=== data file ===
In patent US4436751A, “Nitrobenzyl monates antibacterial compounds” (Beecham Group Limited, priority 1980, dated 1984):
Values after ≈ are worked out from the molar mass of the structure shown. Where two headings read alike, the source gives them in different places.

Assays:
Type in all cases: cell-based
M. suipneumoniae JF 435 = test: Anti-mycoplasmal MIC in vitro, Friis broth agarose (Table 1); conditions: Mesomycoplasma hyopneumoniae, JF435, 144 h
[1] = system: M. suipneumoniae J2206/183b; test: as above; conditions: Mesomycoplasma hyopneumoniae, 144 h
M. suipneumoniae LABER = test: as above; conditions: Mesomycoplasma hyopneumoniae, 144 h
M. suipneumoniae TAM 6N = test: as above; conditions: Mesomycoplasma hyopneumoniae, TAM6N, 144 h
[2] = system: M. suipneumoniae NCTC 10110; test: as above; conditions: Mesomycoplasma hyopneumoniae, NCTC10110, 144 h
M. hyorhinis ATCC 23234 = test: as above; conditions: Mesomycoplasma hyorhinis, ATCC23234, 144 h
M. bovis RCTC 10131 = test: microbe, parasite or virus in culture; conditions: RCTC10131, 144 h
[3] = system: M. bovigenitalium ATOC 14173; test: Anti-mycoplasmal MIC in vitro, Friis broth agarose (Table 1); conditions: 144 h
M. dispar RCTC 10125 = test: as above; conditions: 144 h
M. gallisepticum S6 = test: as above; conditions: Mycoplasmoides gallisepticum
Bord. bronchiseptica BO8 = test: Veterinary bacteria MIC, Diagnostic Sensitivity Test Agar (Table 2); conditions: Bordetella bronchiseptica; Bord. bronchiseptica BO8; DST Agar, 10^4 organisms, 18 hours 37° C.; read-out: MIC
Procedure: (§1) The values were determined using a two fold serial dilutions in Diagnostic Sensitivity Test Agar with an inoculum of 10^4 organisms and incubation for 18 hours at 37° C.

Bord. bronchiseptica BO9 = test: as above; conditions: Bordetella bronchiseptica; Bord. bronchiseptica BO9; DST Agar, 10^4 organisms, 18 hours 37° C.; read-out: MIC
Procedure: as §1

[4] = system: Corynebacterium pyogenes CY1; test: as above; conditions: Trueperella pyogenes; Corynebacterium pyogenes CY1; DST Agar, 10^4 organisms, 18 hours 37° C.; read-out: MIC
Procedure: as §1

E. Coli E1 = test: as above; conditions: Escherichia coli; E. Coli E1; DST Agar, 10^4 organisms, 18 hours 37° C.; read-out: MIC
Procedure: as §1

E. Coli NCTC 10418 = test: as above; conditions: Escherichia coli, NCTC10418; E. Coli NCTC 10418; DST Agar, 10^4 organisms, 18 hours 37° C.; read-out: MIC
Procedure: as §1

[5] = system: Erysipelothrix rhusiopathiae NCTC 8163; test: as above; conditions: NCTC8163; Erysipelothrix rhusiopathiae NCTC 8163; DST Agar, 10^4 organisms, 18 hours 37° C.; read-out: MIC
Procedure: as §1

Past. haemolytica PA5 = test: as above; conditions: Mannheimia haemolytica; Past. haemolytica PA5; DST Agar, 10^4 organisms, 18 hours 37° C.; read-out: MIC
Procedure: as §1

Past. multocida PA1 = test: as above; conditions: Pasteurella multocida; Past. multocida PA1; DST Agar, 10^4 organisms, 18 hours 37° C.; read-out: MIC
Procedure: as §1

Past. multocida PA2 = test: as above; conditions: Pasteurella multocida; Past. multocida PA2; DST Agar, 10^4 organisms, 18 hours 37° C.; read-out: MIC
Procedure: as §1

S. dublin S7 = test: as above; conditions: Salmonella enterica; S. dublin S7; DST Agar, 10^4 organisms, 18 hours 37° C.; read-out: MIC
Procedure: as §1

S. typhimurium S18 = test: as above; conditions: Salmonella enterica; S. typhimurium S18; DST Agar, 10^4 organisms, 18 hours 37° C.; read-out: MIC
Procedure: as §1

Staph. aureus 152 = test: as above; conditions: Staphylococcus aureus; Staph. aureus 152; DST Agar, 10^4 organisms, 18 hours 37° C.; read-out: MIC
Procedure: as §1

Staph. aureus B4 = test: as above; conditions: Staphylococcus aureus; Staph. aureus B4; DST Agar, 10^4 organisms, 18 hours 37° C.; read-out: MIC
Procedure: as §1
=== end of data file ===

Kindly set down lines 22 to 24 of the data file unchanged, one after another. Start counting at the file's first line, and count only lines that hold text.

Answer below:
Procedure: as §1

E. Coli NCTC 10418 = test: as above; conditions: Escherichia coli, NCTC10418; E. Coli NCTC 10418; DST Agar, 10^4 organisms, 18 hours 37° C.; read-out: MIC
Procedure: as §1